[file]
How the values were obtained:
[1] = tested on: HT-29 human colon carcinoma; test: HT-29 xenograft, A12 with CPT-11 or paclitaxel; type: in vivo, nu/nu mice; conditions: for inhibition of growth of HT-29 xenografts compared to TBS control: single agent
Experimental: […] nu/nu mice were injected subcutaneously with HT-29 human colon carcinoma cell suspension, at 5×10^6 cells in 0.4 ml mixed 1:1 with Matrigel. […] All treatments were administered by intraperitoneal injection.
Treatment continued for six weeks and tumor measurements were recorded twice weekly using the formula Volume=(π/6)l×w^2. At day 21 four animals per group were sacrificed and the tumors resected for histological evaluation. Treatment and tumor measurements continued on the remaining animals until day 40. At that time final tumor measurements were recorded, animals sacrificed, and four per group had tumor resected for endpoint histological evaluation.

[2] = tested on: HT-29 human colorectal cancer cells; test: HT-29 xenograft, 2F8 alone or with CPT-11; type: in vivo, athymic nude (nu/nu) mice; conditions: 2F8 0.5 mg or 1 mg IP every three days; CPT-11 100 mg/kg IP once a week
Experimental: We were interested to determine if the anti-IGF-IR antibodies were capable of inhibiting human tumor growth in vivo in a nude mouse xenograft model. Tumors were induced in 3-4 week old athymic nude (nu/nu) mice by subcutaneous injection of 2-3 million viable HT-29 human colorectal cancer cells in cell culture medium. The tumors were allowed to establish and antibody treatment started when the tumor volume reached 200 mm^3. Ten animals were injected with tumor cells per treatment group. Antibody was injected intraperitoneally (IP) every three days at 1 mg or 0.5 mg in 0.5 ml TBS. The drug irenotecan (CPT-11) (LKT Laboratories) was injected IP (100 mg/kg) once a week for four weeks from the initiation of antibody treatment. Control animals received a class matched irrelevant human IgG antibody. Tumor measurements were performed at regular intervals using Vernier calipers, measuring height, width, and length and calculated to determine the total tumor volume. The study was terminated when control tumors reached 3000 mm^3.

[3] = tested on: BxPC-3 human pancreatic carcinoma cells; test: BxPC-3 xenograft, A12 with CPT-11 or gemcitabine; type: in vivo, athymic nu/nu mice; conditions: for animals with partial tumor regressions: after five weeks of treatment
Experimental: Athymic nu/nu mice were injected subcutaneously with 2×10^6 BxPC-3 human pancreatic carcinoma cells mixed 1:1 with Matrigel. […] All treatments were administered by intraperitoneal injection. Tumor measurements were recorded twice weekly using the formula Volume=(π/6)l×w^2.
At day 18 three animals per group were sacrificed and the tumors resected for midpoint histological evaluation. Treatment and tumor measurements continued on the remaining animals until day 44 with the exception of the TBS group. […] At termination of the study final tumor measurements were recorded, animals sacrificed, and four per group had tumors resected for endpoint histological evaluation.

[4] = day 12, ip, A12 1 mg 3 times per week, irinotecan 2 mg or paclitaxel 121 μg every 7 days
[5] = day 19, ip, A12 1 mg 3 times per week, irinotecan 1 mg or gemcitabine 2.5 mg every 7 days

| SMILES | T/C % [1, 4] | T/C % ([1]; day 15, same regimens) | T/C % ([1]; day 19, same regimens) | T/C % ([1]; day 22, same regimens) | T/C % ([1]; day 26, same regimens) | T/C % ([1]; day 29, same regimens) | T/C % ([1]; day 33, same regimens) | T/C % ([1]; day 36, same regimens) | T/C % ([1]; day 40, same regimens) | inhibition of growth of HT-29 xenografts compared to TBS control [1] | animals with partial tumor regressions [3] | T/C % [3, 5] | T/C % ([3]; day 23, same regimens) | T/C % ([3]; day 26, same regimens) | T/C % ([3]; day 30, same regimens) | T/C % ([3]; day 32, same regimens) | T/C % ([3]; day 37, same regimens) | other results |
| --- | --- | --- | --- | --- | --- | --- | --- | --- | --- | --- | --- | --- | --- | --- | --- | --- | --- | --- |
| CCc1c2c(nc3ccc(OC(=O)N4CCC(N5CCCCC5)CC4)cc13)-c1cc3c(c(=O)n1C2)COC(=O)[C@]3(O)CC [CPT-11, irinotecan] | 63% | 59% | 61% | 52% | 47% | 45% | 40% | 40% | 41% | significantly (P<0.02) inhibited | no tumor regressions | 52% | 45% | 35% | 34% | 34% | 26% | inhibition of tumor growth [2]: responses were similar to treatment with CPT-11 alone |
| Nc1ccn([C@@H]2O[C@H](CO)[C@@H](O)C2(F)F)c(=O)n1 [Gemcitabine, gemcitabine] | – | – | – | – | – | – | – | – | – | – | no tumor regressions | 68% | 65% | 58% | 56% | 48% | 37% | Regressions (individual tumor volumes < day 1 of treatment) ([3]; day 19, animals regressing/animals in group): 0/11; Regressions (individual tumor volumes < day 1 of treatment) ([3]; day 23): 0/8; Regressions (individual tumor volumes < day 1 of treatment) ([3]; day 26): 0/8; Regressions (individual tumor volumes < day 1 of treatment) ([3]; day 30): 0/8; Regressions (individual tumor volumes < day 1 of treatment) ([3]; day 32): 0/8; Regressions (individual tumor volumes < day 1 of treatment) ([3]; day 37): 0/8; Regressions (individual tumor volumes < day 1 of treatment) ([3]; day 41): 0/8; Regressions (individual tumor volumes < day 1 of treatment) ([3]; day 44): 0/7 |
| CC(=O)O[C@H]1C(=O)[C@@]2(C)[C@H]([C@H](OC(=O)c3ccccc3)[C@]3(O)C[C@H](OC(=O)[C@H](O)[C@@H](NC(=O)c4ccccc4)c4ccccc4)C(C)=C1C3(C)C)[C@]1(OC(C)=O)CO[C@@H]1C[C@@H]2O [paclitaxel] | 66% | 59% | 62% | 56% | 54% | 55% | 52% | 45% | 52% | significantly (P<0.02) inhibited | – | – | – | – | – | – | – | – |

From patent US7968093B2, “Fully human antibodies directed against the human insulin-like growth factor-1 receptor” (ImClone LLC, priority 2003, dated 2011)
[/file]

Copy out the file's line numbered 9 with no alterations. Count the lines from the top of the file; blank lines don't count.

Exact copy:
At day 18 three animals per group were sacrificed and the tumors resected for midpoint histological evaluation. Treatment and tumor measurements continued on the remaining animals until day 44 with the exception of the TBS group. […] At termination of the study final tumor measurements were recorded, animals sacrificed, and four per group had tumors resected for endpoint histological evaluation.